Edmund Chan is the leadership mentor of Covenant Evangelical Free Church in Singapore and a founder of the Global Alliance of Intentional Disciple Making Churches. The following interview was conducted at Alliance Theological Seminary in Rockland County while student cohorts were gathered to take classes for the Doctor of Ministry degree.
What do you specialize in teaching here at Alliance Theological Seminary?
I teach leadership development here.
How long have you been part of the Doctor of Ministry program here?
About six years I’ve been here—yes.
What would you say makes Alliance Theological Seminary a unique or special place?
Oh, for me the program has been very inspiring. I enjoy the interaction with the students. I see a wonderful diversity, and I love the maturity of the students in my classes. They come with ministry experience. They come thinking and hungry, and so a lot of times we are able to connect because they have the experiences to do so.
What do you most want to see the students that come to you through the Doctor of Ministry program walk away with? What are you hoping they leave their time with you equipped with or having learned?
Each time I come, I desire to see transformed lives. Because the measure is not how much knowledge we get, how much interaction, no matter how wonderful the interactions are, the discussions and so on. But it’s not just the deliberations; it’s the doing. And so I desire to see students apply some of these truths and see the transformation of lives. I teach that truth doesn’t change lives. It is truth applied that changes lives. So my desire is to see the application of truth. When I visited Oxford University, I came across a quote from Henry Ward Beecher. He says, “The good teacher tells. The competent teacher explains. The superior teacher demonstrates. The great teacher inspires.” So I pray that there will be inspirational moments moving the teaching and the interaction and in the application of truth that bring about a deep transformation.
Can you talk a bit about the Doctor of Ministry program itself and what you think, in addition to the diversity, makes it special? Why should students choose this program?
The Doctor of Ministry program at Alliance Theological Seminary is our leadership development. And I’m very, very thankful to partner with Dr. Walden. There is a joy in this partnership. He teaches the academic side—the research side of leadership development. He teaches what he’s found in his research aboard. I teach the experience and the principles. I’m a reflective practitioner. So to combine these two together, the students are getting (as it were) the best of both worlds. They have cutting-edge research and they have the experience of life and ministry shared with them in a form of principles and paradigms. And so that’s what excites me about the program.
Being a part of the Doctor of Ministry program as a teacher, have you gained anything from it yourself?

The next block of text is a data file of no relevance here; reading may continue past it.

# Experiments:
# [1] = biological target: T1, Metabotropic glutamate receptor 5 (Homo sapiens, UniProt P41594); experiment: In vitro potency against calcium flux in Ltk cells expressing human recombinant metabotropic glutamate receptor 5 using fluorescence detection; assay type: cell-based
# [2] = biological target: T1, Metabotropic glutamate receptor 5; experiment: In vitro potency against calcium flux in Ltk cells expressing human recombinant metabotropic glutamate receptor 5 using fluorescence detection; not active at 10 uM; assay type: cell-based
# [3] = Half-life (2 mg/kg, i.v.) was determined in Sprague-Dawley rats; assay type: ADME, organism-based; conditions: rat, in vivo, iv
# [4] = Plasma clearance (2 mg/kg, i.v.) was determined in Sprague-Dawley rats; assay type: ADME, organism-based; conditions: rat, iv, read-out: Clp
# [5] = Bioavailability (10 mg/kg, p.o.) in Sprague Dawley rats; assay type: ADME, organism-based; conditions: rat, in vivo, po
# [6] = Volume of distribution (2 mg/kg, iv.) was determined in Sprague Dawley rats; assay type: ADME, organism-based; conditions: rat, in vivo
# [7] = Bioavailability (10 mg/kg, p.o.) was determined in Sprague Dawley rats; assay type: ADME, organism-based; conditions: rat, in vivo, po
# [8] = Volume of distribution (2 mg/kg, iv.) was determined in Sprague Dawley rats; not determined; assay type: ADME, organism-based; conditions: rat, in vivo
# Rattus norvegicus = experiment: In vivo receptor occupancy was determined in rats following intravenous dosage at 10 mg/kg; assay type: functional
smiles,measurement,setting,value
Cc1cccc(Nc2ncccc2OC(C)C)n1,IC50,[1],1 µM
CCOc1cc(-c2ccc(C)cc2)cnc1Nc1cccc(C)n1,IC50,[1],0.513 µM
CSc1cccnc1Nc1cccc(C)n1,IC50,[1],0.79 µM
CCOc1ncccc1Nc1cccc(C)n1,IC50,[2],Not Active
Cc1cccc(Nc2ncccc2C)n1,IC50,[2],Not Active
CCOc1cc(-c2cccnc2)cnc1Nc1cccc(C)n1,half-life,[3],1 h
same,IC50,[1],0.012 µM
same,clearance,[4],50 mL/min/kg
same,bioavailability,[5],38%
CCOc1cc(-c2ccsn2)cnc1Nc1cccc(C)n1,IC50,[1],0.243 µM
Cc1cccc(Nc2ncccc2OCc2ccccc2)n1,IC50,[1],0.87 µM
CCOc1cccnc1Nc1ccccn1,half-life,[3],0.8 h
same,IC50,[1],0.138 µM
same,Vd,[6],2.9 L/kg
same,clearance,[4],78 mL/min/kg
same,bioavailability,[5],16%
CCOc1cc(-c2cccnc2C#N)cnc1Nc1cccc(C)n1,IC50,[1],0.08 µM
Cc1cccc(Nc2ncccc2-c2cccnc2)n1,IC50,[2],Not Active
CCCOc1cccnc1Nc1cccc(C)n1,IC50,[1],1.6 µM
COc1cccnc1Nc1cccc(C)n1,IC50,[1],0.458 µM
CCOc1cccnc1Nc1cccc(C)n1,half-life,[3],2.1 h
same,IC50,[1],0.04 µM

First of all, one of the joys I have is every year I come with some guest. Most of them have a mentoring relationship with me or we are in a mentoring relationship together. And for them to be exposed to the class and also to the students and the students to them is a very enriching thing. And to be able to share this experience together, not just with the students, but with the leaders I’ve been mentoring, it’s a wonderful time. So we have leaders of denominations, bishops, senior pastors, business leaders, and business owners coming together. It is great. Yeah, I enjoy that immensely.
Can you speak a bit more about the diversity at Alliance Theological Seminary and how that impacts the students’ experience here and your experience teaching here?
I think one of the distinctiveness of this school is that you find diversity in the classes—different cultural backgrounds, different ministries, and even different sizes of churches. It gives a fuller platform and matrix. Hearing from different people—from different backgrounds and ministry experiences, helps us to be able to appreciate the grand work that God is doing in His kingdom through that diversity.
How would you say Alliance Theological Seminary is set apart or unique?
I think every school has its distinctiveness. And for Alliance Theological Seminary, I look at it as a school that stands in its own joyous distinctiveness and heritage. And I am very impressed with the interaction I have with the lecturers who come. There is a wonderful pulling together of expertise from different sources and different schools, and I think that helps. I have the privilege of teaching in four bible colleges in three countries, and I enjoy each one of them. But every year I look forward to coming back here to Alliance Theological Seminary, because I feel this community, this friendship, this family, is something I’m thankful for.
You say that each school has a unique quality. Is there a unique quality that sets apart the Alliance Theological Seminary students in your mind?
I must say, probably because each time I come with a different program, I find that the participants are very mature and have deep ministry experiences. I’ve been teaching as a guest lecturer in different programs in Telbut, in Singapore Bible College, in an evangelical seminary in Hong Kong, and I find that here at Alliance Theological Seminary the students are somehow older and more mature. I find them to be senior pastors and denominational leaders. There’s a president of a denomination right here in this present class. And the kind of experience they bring to the class, and the humility by which they share the journey together, is very rich. Perhaps in Asia I find the students are a bit younger and therefore, because of their age more than anything else, the experience they have is not as deep—not as rich as what I encounter here. So I enjoy my time here at Alliance Theological Seminary.